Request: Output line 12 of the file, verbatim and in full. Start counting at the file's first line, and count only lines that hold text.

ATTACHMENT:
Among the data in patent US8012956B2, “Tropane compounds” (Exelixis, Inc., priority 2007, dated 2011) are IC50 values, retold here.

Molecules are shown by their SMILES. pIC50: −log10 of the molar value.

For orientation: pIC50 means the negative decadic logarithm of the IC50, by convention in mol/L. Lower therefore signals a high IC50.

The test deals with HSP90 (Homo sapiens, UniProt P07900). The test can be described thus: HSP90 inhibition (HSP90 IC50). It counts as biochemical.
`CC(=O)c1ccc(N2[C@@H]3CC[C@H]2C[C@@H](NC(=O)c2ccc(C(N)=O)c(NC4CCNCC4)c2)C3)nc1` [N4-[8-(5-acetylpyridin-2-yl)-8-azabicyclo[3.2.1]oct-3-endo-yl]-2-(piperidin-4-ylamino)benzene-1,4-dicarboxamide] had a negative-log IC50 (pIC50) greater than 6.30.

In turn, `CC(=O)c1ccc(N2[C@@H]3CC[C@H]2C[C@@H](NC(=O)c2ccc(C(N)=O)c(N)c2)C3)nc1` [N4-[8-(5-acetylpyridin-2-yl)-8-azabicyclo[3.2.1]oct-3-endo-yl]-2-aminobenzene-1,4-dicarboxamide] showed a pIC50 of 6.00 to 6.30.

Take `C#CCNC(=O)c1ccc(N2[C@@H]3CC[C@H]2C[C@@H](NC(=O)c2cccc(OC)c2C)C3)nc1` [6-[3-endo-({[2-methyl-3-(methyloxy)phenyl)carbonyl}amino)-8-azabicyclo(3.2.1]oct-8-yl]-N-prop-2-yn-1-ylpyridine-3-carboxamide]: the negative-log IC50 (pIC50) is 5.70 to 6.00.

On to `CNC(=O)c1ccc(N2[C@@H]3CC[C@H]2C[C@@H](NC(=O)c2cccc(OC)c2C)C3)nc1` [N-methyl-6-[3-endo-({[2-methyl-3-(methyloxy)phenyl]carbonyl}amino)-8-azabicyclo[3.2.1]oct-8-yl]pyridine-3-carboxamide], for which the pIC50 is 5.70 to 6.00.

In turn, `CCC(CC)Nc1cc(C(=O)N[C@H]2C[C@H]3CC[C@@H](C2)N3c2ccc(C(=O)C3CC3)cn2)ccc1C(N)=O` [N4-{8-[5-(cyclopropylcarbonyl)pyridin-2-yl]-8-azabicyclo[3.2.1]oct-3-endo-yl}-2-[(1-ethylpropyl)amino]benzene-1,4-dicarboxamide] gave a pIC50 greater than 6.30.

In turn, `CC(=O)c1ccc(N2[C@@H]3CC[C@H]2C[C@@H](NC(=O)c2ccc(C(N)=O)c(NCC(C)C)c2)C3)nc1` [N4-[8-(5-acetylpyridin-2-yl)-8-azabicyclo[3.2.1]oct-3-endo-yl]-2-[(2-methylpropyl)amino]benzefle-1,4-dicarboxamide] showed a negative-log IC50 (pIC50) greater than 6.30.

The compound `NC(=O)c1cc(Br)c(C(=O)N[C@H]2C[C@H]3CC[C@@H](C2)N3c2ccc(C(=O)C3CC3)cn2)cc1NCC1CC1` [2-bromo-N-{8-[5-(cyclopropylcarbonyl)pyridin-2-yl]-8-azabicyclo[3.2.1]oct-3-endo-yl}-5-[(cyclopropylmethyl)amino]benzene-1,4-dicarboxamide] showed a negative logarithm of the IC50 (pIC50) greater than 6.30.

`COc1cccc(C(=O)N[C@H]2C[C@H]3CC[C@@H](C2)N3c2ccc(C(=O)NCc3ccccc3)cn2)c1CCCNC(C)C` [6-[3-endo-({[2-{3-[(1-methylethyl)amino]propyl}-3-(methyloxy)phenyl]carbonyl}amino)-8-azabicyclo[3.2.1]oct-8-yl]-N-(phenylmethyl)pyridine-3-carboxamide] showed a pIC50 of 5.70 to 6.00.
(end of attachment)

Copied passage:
`COc1cccc(C(=O)N[C@H]2C[C@H]3CC[C@@H](C2)N3c2ccc(C(=O)NCc3ccccc3)cn2)c1CCCNC(C)C` [6-[3-endo-({[2-{3-[(1-methylethyl)amino]propyl}-3-(methyloxy)phenyl]carbonyl}amino)-8-azabicyclo[3.2.1]oct-8-yl]-N-(phenylmethyl)pyridine-3-carboxamide] showed a pIC50 of 5.70 to 6.00.